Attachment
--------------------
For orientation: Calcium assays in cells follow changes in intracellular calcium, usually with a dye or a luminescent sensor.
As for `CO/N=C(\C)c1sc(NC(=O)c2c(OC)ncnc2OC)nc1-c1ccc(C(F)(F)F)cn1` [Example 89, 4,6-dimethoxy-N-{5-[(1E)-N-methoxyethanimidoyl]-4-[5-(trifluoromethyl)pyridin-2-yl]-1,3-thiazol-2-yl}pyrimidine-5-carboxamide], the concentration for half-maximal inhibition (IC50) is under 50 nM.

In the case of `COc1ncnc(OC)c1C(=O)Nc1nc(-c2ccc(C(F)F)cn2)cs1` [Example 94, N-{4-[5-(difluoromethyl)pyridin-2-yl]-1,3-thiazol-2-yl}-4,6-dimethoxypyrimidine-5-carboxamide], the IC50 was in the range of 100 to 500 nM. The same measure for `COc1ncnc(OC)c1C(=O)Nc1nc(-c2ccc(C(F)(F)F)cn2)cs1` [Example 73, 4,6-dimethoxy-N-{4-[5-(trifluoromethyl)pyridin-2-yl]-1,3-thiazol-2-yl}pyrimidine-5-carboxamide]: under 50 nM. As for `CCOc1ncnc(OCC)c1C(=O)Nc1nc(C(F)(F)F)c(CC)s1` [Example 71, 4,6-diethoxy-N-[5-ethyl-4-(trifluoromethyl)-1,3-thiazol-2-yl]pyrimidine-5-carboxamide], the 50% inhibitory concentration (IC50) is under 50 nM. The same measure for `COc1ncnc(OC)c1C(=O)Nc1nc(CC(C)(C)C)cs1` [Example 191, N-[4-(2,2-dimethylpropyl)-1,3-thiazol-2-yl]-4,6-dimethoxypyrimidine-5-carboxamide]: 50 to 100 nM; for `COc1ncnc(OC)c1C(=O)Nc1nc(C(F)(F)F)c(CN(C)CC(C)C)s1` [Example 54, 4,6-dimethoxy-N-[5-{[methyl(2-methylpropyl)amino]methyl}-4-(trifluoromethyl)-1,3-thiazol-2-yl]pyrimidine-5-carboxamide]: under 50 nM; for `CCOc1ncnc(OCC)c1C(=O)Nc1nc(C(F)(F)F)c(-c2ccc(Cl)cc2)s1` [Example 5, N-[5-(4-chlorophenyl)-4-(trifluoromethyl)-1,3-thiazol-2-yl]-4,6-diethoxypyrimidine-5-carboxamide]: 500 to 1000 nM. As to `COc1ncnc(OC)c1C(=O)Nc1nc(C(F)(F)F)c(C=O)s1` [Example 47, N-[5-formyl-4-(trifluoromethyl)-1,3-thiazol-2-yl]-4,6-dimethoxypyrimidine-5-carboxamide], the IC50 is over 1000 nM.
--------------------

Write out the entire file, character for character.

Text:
For orientation: Calcium assays in cells follow changes in intracellular calcium, usually with a dye or a luminescent sensor.
As for `CO/N=C(\C)c1sc(NC(=O)c2c(OC)ncnc2OC)nc1-c1ccc(C(F)(F)F)cn1` [Example 89, 4,6-dimethoxy-N-{5-[(1E)-N-methoxyethanimidoyl]-4-[5-(trifluoromethyl)pyridin-2-yl]-1,3-thiazol-2-yl}pyrimidine-5-carboxamide], the concentration for half-maximal inhibition (IC50) is under 50 nM.

In the case of `COc1ncnc(OC)c1C(=O)Nc1nc(-c2ccc(C(F)F)cn2)cs1` [Example 94, N-{4-[5-(difluoromethyl)pyridin-2-yl]-1,3-thiazol-2-yl}-4,6-dimethoxypyrimidine-5-carboxamide], the IC50 was in the range of 100 to 500 nM. The same measure for `COc1ncnc(OC)c1C(=O)Nc1nc(-c2ccc(C(F)(F)F)cn2)cs1` [Example 73, 4,6-dimethoxy-N-{4-[5-(trifluoromethyl)pyridin-2-yl]-1,3-thiazol-2-yl}pyrimidine-5-carboxamide]: under 50 nM. As for `CCOc1ncnc(OCC)c1C(=O)Nc1nc(C(F)(F)F)c(CC)s1` [Example 71, 4,6-diethoxy-N-[5-ethyl-4-(trifluoromethyl)-1,3-thiazol-2-yl]pyrimidine-5-carboxamide], the 50% inhibitory concentration (IC50) is under 50 nM. The same measure for `COc1ncnc(OC)c1C(=O)Nc1nc(CC(C)(C)C)cs1` [Example 191, N-[4-(2,2-dimethylpropyl)-1,3-thiazol-2-yl]-4,6-dimethoxypyrimidine-5-carboxamide]: 50 to 100 nM; for `COc1ncnc(OC)c1C(=O)Nc1nc(C(F)(F)F)c(CN(C)CC(C)C)s1` [Example 54, 4,6-dimethoxy-N-[5-{[methyl(2-methylpropyl)amino]methyl}-4-(trifluoromethyl)-1,3-thiazol-2-yl]pyrimidine-5-carboxamide]: under 50 nM; for `CCOc1ncnc(OCC)c1C(=O)Nc1nc(C(F)(F)F)c(-c2ccc(Cl)cc2)s1` [Example 5, N-[5-(4-chlorophenyl)-4-(trifluoromethyl)-1,3-thiazol-2-yl]-4,6-diethoxypyrimidine-5-carboxamide]: 500 to 1000 nM. As to `COc1ncnc(OC)c1C(=O)Nc1nc(C(F)(F)F)c(C=O)s1` [Example 47, N-[5-formyl-4-(trifluoromethyl)-1,3-thiazol-2-yl]-4,6-dimethoxypyrimidine-5-carboxamide], the IC50 is over 1000 nM.